The Sony Pictures Hack Was Even Worse Than Everyone Thought

It's time to take a moment of silence for Sony Pictures, because more startling revelations about leaked information just came out and employees are starting to panic. BuzzFeed raked through some 40 gigabytes of data and found everything from medical records to unreleased scripts. This is probably the worst corporate hack in history.


We already knew that the Sony Pictures hack was bad, but this is just absurd. BuzzFeed's discoveries include documents detailing "employee criminal background checks, salary negotiations, and doctors' letters explaining the medical rationale for leaves of absence." They also include "the script for an unreleased pilot written by Breaking Bad creator Vince Gilligan to the results of sales meetings with local TV executives." Better call Saul.

Meanwhile, Fusion's Kevin Roose is reporting on what exactly happened at Sony Pictures when the hack went down. The hack was evidently so extensive that even the company gym had to shut down. And once the hackers started releasing the data, people started "freaking out," one employee said. That saddest part about all of this is that the very worst is probably still to come. Hackers say they stole 100 terabytes of data in total. If only 40 gigabytes contained all of this damning information, just imagine what 100 terabytes contains. [BuzzFeed, Fusion]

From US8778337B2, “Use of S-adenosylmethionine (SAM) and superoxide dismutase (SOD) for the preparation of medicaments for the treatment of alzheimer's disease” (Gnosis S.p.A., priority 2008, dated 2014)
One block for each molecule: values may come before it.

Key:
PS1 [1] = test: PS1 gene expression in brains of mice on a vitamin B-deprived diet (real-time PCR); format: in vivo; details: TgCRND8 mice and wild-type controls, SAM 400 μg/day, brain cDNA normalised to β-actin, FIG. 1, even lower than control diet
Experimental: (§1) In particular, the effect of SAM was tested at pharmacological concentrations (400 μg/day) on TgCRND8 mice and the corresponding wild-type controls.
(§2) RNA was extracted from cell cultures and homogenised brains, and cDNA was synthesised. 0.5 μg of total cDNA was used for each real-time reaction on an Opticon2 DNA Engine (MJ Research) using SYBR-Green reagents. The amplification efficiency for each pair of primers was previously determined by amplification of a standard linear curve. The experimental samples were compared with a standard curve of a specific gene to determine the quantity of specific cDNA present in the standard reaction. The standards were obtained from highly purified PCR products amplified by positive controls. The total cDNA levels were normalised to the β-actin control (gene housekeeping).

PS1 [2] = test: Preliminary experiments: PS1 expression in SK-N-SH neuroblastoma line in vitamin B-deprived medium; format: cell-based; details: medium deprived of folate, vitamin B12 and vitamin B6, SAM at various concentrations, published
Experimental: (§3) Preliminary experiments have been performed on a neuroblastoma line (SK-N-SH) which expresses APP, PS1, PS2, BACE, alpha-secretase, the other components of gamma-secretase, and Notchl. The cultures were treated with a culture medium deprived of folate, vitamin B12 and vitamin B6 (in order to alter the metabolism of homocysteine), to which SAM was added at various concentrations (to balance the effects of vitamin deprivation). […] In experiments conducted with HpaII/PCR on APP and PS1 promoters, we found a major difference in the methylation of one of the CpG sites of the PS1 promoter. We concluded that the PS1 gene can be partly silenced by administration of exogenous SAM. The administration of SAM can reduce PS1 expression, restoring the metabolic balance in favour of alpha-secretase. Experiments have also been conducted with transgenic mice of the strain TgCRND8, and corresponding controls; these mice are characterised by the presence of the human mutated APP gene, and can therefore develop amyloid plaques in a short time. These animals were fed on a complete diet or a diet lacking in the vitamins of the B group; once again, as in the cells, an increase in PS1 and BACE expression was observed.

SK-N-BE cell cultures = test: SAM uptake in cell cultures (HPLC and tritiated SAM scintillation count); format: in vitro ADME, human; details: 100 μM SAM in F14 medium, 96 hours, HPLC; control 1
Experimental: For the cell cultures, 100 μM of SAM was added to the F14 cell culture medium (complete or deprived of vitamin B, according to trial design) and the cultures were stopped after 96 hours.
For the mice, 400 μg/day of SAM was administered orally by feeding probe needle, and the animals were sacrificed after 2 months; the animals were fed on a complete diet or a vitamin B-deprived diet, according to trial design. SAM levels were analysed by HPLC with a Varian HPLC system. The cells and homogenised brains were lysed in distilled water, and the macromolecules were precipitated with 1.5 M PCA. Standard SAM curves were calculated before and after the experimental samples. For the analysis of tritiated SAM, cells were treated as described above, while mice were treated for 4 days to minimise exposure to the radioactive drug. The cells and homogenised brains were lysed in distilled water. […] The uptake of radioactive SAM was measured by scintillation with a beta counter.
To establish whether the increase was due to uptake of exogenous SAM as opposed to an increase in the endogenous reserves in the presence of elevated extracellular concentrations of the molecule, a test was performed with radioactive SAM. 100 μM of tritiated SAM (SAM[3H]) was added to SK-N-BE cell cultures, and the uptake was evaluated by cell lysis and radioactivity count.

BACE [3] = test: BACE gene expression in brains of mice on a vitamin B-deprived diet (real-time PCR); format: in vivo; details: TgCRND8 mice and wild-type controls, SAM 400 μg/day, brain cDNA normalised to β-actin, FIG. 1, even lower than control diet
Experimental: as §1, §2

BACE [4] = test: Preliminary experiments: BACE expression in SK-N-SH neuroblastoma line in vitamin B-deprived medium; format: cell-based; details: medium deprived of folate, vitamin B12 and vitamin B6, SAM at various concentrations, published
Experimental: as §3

Image via Sony Pictures

That Sony Pictures Hack Exposed Budgets, Layoffs and 3,800 SSNs

Sony Pictures suffered a pretty devastating hack last week. In fact, according to documents recently leaked on the web, it looks like Sony Pictures might've just suffered one of the worst corporate hacks in history. Salary numbers, layoff strategies, personal details of laid off staffers, and some 3,800 Social Security numbers are now out in the open.


That's really, really bad. Fusion's Kevin Roose just published the details of 26 archives linked to in a Pastebin file purportedly from the attack. Therein is a trove of highly sensitive information about 6,000-plus Sony Pictures employees, details as specific as names, birthdays, and salaries. There are also a number of HR-related charts and spreadsheets that reveal how much it costs Sony Pictures to layoff workers as well as a division-by-division breakdown of salary numbers, including those of senior executives. And those Social Security numbers. There are those, too.

This is bad news for Sony Pictures, not just because of the volume of information leaked or its sensitive nature. It's a clear indication that Sony Pictures, one of the major studios, did a completely piss-poor job with securing its data. Some people think that North Korea is behind the attack as a way to retaliate against The Interview, a Sony Pictures film about killing Kim Jong-Un. But now hackers everywhere know that Sony Pictures, for one, sucks at cyber security. Who will be the hackers' next victim? [Fusion]

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